Almost 20% of the American population has a mental illness. This does not even cover the larger portion of the population who has serious mental health needs, but is not diagnosed with mental illness.
There is no doubt that the diagnosis and treatment of mental illness and non-medical mental health needs does not fall under the purview of organizational setups and responsibilities. Seeking help for mental health needs ultimately does fall squarely on the shoulders of those needing the help. However, many don’t seek help and support precisely because of the stigma attached to mental health, especially if they feel that seeking mental health help might have negative consequences on their professional careers. Large segments of employee populations also don’t have the support they really need to thrive within workspaces. This is why creating a framework of support is essential.
In the past decade or so, there has been an intentional and drastic push toward the destigmatization of mental health support. But, many organizations have not participated to the full extent in this movement, within their capacities and realms of influence. This destigmatization can only be achieved via the mainstreaming of mental health conversations, including in workplaces. Focusing on mental health support maximizes individual and team potential. It promotes wellness in authentic and transparent ways. It openly recognizes the spectrum of the diversity in needs, thoughts and talents. It is one of the best ways to practice inclusion.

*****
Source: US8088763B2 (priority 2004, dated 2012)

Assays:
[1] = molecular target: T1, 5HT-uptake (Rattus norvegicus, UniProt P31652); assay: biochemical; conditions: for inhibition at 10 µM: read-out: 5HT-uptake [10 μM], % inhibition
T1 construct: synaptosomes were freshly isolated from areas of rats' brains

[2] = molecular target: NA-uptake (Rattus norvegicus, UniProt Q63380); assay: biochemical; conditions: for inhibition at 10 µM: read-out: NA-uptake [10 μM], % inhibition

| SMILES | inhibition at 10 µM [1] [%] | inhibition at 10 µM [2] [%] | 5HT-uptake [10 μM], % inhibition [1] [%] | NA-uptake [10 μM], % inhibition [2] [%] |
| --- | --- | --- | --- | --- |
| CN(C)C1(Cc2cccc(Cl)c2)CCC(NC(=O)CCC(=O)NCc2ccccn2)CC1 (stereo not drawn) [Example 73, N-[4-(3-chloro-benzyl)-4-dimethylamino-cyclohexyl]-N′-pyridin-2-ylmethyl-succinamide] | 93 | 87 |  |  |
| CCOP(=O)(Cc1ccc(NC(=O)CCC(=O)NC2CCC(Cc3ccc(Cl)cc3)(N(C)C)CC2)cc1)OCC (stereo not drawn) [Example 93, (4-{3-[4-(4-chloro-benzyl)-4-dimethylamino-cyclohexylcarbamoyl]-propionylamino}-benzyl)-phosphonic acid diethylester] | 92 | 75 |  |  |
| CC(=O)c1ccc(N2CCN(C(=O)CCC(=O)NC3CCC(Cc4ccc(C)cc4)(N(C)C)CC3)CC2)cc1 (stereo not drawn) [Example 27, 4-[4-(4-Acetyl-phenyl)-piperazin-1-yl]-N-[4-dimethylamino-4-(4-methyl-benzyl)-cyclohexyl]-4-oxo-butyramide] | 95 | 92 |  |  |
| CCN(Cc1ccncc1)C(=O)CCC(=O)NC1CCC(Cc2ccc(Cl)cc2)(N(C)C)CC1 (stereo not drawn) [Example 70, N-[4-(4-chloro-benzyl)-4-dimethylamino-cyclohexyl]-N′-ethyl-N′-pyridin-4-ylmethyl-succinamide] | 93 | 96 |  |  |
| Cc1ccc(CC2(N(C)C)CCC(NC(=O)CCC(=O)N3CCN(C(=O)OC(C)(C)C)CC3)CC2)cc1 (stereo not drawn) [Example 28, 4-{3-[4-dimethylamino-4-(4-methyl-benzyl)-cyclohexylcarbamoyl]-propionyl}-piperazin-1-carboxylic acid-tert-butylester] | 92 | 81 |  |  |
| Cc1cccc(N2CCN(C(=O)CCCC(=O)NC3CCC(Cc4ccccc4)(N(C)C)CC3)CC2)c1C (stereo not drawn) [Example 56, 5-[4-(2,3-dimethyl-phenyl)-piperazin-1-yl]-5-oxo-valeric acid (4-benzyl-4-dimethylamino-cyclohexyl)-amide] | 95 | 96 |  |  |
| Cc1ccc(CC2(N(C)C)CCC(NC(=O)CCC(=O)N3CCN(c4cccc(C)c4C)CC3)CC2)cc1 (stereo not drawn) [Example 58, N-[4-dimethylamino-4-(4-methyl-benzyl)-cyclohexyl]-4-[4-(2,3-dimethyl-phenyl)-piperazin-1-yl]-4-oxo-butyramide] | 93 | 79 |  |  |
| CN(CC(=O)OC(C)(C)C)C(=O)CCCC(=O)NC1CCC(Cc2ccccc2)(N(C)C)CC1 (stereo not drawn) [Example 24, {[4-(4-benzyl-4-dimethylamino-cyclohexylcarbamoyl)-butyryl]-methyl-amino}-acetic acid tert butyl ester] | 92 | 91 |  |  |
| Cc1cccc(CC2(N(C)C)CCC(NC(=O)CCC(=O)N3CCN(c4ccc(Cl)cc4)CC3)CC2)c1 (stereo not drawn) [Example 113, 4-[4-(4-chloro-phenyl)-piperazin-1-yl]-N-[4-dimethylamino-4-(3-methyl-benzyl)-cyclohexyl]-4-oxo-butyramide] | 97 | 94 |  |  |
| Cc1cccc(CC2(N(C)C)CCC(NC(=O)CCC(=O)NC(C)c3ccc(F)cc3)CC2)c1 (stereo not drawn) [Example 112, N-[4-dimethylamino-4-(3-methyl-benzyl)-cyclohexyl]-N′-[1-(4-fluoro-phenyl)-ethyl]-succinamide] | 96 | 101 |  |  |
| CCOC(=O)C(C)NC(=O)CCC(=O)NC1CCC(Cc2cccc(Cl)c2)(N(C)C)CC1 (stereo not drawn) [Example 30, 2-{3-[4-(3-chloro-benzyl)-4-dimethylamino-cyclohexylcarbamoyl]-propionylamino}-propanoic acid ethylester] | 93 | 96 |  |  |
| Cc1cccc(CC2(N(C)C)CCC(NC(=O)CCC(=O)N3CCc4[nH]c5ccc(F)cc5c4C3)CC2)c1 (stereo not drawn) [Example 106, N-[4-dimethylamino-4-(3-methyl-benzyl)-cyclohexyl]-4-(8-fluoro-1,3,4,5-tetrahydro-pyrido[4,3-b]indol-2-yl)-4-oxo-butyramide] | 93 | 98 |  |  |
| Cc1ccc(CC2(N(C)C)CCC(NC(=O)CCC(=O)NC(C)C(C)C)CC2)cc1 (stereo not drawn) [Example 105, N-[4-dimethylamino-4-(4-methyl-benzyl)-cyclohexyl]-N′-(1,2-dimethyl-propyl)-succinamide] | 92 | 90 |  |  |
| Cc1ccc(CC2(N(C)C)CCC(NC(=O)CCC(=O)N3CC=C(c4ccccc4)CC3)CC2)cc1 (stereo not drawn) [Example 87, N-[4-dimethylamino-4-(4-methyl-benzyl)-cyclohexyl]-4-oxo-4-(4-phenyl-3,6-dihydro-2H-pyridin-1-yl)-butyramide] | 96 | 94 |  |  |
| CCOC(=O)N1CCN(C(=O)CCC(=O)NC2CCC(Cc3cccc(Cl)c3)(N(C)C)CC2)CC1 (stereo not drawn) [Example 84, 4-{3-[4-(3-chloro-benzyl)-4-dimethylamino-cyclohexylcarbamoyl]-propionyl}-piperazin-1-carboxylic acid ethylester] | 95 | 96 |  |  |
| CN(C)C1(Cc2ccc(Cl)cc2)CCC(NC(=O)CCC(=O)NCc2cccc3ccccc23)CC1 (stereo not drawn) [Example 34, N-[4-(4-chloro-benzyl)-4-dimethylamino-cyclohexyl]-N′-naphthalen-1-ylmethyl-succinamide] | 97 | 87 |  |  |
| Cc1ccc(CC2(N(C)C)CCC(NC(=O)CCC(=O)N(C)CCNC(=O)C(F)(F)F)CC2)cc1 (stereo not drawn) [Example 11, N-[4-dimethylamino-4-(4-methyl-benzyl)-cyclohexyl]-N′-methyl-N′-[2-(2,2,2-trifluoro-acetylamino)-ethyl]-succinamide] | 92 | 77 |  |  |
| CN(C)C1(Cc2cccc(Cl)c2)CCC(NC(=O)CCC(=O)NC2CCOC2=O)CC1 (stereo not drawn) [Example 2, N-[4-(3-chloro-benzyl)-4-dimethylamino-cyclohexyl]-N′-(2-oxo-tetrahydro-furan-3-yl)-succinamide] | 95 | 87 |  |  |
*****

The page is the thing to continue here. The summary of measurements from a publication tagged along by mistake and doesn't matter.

When organizational focus shifts to supporting employee mental health and well being, inclusion becomes the natural behavioral framework that every employee automatically adheres to. When we start treating people with the respect and support that their whole lives deserve, the diversity and inclusion numbers have a much better chance to fall into place in sustainable ways.